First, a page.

Friday, March 18, 2011

Nuclear Radiation Dose Effect

The radiation levels from the Fukushima Daiichi nuclear power plant have fallen back from a great spike on Tuesday, Japanese authorities say. Japan government has advised residents living within 30km or 18 miles to leave the area.

Now let's take a look at the effects of nuclear radiation to humans. A sievert is essentially equivalent to a gray, but tends to be used to measure lower levels of radiation, and for assessing long-term risk, rather than the short-term acute impact of exposure.

Based from World Nuclear Association, here is the radiation dose effect:

2 millisieverts per year (mSv/yr)
Typical background radiation experienced by everyone (average 1.5 mSv in Australia, 3 mSv in North America)

9 mSv/yr
Exposure by airline crew flying New York-Tokyo polar route

20 mSv/yr
Current limit (averaged) for nuclear industry employees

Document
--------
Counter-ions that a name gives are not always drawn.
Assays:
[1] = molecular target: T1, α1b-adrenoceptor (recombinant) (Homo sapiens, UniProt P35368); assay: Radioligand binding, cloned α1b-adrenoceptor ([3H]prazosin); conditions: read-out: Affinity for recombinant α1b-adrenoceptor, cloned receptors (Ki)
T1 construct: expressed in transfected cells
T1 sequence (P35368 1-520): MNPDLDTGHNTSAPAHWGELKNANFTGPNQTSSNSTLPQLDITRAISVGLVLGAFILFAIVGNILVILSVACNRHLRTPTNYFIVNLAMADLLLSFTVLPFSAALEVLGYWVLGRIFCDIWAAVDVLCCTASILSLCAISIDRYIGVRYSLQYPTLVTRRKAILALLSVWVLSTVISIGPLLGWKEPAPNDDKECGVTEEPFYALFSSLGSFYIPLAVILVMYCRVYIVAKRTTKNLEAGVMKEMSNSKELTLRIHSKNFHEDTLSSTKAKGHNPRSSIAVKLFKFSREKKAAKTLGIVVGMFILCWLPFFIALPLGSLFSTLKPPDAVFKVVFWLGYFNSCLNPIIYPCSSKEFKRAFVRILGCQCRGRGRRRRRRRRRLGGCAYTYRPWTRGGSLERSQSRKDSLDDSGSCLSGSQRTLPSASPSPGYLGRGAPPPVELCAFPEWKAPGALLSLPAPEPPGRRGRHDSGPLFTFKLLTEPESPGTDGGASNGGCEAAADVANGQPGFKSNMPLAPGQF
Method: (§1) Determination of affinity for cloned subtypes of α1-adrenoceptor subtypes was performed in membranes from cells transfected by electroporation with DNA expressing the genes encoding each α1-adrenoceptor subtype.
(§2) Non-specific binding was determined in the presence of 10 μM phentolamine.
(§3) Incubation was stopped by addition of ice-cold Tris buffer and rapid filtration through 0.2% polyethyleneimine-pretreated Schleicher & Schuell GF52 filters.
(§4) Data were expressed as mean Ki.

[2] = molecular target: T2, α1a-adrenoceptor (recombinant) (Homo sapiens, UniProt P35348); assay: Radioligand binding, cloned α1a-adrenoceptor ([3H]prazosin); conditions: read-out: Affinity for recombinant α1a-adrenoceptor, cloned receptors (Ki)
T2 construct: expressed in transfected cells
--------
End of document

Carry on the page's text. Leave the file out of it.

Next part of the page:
50 mSv/yr
Former routine limit for nuclear industry employees. It is also the dose rate which arises from natural background levels in several places in Iran, India and Europe

100 mSv/yr
Lowest level at which any increase in cancer is clearly evident.

350 mSv/lifetime
Criterion for relocating people after Chernobyl accident

400 mSv/hr
The level recorded at the Japanese nuclear site, 15 March

1,000 mSv single dose
Causes (temporary) radiation sickness such as nausea and decreased white blood cell count, but not death. Above this, severity of illness increases with dose

5,000 mSv single dose
Would kill about half those receiving it within a month

image credit: all voices

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